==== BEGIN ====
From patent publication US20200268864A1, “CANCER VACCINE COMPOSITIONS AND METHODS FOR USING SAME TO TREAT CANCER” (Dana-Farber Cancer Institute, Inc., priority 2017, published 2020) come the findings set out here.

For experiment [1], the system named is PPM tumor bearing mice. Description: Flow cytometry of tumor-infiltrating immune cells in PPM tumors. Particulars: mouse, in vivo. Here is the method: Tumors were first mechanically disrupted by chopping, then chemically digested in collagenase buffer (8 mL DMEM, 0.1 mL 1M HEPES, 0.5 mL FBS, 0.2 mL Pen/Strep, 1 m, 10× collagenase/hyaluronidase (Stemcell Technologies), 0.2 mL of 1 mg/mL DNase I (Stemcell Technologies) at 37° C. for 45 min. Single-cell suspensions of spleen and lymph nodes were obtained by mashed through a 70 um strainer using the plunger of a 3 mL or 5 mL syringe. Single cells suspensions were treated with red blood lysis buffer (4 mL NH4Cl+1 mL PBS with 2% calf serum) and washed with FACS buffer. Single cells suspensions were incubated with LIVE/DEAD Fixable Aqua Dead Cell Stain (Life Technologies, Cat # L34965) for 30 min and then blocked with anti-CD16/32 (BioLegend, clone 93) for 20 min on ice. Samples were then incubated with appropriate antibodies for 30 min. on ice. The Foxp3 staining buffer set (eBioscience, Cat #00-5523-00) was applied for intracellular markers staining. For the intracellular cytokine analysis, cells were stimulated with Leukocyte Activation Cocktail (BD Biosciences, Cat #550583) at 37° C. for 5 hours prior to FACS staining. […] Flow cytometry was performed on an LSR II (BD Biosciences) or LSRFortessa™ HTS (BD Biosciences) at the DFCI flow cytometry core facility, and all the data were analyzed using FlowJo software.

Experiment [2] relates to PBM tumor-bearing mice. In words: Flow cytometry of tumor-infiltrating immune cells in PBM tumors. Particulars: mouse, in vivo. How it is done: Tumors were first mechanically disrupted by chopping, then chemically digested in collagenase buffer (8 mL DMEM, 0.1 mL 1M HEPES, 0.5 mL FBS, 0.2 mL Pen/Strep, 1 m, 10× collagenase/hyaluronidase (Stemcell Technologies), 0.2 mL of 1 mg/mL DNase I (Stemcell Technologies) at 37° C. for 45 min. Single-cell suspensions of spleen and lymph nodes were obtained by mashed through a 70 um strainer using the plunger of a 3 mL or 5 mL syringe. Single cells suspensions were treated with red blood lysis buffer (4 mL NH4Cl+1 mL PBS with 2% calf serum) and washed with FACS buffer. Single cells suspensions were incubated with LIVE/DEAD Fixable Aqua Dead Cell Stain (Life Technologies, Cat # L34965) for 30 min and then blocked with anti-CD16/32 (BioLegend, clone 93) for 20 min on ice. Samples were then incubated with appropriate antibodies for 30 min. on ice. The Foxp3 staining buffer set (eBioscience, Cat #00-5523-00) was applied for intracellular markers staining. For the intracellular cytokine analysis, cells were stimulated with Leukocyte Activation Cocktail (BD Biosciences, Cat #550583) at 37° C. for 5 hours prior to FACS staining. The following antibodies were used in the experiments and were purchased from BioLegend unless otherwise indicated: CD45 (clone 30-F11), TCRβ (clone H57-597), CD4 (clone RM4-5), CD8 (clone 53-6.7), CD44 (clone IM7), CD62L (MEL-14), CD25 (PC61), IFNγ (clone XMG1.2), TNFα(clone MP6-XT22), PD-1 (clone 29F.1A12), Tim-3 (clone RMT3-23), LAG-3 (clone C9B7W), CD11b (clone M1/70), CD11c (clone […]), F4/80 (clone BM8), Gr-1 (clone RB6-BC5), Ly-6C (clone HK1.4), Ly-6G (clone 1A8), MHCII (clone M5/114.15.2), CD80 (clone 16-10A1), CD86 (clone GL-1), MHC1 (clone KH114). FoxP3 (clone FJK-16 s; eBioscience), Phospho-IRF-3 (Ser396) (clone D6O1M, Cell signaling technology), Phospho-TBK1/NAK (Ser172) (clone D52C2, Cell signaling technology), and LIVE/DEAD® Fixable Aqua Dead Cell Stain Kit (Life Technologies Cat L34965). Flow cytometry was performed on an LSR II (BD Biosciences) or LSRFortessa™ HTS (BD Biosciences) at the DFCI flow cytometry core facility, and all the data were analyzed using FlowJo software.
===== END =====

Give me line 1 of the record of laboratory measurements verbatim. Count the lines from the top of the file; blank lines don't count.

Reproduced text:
From patent publication US20200268864A1, “CANCER VACCINE COMPOSITIONS AND METHODS FOR USING SAME TO TREAT CANCER” (Dana-Farber Cancer Institute, Inc., priority 2017, published 2020) come the findings set out here.